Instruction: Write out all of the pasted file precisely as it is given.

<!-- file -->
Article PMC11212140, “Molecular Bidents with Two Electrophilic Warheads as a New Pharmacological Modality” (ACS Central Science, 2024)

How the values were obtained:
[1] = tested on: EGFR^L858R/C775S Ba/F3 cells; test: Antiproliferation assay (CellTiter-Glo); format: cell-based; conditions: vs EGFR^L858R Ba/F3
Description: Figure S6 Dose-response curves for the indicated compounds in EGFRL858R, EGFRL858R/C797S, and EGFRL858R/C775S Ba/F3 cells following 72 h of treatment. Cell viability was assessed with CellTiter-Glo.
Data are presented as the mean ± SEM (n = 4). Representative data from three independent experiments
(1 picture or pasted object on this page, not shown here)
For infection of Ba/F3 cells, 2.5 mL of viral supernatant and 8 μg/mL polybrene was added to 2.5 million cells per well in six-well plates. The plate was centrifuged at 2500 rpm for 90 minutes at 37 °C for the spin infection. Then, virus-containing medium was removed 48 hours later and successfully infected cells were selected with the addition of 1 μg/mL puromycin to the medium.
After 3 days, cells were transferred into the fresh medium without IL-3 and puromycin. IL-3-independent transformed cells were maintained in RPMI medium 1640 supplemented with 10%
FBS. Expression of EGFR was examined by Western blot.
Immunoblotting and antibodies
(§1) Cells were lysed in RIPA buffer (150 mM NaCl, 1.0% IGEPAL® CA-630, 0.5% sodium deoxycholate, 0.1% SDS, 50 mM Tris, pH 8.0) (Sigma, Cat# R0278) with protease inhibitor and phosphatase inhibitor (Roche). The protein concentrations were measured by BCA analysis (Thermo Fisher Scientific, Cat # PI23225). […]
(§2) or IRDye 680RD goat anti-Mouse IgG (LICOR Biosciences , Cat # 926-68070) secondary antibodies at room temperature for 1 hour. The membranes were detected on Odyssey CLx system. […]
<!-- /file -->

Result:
Article PMC11212140, “Molecular Bidents with Two Electrophilic Warheads as a New Pharmacological Modality” (ACS Central Science, 2024)

How the values were obtained:
[1] = tested on: EGFR^L858R/C775S Ba/F3 cells; test: Antiproliferation assay (CellTiter-Glo); format: cell-based; conditions: vs EGFR^L858R Ba/F3
Description: Figure S6 Dose-response curves for the indicated compounds in EGFRL858R, EGFRL858R/C797S, and EGFRL858R/C775S Ba/F3 cells following 72 h of treatment. Cell viability was assessed with CellTiter-Glo.
Data are presented as the mean ± SEM (n = 4). Representative data from three independent experiments
(1 picture or pasted object on this page, not shown here)
For infection of Ba/F3 cells, 2.5 mL of viral supernatant and 8 μg/mL polybrene was added to 2.5 million cells per well in six-well plates. The plate was centrifuged at 2500 rpm for 90 minutes at 37 °C for the spin infection. Then, virus-containing medium was removed 48 hours later and successfully infected cells were selected with the addition of 1 μg/mL puromycin to the medium.
After 3 days, cells were transferred into the fresh medium without IL-3 and puromycin. IL-3-independent transformed cells were maintained in RPMI medium 1640 supplemented with 10%
FBS. Expression of EGFR was examined by Western blot.
Immunoblotting and antibodies
(§1) Cells were lysed in RIPA buffer (150 mM NaCl, 1.0% IGEPAL® CA-630, 0.5% sodium deoxycholate, 0.1% SDS, 50 mM Tris, pH 8.0) (Sigma, Cat# R0278) with protease inhibitor and phosphatase inhibitor (Roche). The protein concentrations were measured by BCA analysis (Thermo Fisher Scientific, Cat # PI23225). […]
(§2) or IRDye 680RD goat anti-Mouse IgG (LICOR Biosciences , Cat # 926-68070) secondary antibodies at room temperature for 1 hour. The membranes were detected on Odyssey CLx system. […]